Articles | Volume 4, issue 1
Research article
16 Jan 2023
Research article |  | 16 Jan 2023

Increased vertical resolution in the stratosphere reveals role of gravity waves after sudden stratospheric warmings

Wolfgang Wicker, Inna Polichtchouk, and Daniela I. V. Domeisen


Interactive discussion

Status: closed

Comment types: AC – author | RC – referee | CC – community | EC – editor | CEC – chief editor | : Report abuse
  • RC1: 'Comment on wcd-2022-41', Anonymous Referee #1, 24 Aug 2022
  • RC2: 'Comment on wcd-2022-41', M. Joan Alexander, 22 Sep 2022
  • AC1: 'Comment on wcd-2022-41', Wolfgang Wicker, 08 Nov 2022

Peer review completion

AR: Author's response | RR: Referee report | ED: Editor decision
AR by Wolfgang Wicker on behalf of the Authors (09 Nov 2022)  Author's response    Author's tracked changes    Manuscript
ED: Referee Nomination & Report Request started (24 Nov 2022) by Pedram Hassanzadeh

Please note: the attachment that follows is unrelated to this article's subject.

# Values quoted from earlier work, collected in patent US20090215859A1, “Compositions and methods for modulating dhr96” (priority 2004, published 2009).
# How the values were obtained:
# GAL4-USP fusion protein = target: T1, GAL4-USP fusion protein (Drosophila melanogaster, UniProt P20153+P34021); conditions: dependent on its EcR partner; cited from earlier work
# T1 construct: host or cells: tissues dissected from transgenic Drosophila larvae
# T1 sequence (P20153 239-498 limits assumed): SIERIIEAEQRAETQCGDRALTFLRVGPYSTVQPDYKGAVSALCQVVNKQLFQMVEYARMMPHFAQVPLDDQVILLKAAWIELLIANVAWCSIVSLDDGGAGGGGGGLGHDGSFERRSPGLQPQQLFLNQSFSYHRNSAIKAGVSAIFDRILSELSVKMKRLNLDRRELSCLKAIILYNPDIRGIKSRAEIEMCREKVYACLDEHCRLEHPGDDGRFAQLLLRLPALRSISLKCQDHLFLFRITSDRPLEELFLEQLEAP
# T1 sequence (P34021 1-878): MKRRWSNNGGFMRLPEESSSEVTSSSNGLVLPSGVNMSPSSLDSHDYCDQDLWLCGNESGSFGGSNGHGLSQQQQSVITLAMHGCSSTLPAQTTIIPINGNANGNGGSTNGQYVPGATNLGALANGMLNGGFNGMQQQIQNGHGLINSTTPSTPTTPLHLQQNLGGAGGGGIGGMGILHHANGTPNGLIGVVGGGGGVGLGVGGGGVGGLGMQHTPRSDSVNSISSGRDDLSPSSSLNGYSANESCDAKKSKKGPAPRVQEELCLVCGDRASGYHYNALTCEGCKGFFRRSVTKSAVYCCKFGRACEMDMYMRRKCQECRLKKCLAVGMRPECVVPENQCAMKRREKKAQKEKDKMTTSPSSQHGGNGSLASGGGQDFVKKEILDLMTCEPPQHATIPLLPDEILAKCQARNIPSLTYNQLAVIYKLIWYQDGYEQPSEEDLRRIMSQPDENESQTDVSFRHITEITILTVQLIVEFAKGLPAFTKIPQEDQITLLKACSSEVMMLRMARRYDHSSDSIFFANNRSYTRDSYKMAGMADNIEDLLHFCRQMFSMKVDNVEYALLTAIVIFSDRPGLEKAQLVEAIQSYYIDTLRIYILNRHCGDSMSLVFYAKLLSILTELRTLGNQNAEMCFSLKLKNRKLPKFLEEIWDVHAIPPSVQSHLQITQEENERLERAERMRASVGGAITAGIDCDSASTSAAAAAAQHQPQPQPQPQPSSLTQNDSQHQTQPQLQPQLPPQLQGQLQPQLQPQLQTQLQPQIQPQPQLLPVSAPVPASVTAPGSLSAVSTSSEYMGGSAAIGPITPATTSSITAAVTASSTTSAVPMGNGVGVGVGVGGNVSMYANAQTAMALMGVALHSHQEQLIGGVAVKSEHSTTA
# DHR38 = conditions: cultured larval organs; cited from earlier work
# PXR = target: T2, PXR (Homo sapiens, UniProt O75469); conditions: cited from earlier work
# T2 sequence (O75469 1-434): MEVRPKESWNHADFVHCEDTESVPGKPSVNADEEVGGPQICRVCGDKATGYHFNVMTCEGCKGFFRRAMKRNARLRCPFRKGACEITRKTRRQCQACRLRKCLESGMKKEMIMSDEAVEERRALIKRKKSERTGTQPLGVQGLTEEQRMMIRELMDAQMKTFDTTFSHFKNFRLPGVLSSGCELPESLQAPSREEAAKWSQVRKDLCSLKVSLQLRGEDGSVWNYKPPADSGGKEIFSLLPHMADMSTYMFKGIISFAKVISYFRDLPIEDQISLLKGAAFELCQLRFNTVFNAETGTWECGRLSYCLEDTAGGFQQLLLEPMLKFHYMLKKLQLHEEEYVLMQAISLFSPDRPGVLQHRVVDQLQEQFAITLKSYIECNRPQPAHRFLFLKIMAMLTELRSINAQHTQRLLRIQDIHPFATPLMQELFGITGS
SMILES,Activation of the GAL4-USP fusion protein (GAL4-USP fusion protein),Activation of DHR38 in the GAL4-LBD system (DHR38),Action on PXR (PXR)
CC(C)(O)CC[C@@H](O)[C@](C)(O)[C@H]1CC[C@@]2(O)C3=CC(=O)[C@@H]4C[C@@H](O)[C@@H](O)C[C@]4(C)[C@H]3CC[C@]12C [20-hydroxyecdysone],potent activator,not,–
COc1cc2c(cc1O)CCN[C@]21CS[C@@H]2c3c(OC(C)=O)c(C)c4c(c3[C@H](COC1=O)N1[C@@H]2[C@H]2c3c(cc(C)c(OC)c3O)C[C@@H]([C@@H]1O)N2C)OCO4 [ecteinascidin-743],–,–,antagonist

RR by M. Joan Alexander (27 Nov 2022)
ED: Publish as is (03 Dec 2022) by Pedram Hassanzadeh
Short summary
Sudden stratospheric warmings are extreme weather events where the winter polar stratosphere warms by about 25 K. An improved representation of small-scale gravity waves in sub-seasonal prediction models can reduce forecast errors since their impact on the large-scale circulation is predictable multiple weeks ahead. After a sudden stratospheric warming, vertically propagating gravity waves break at a lower altitude than usual, which strengthens the long-lasting positive temperature anomalies.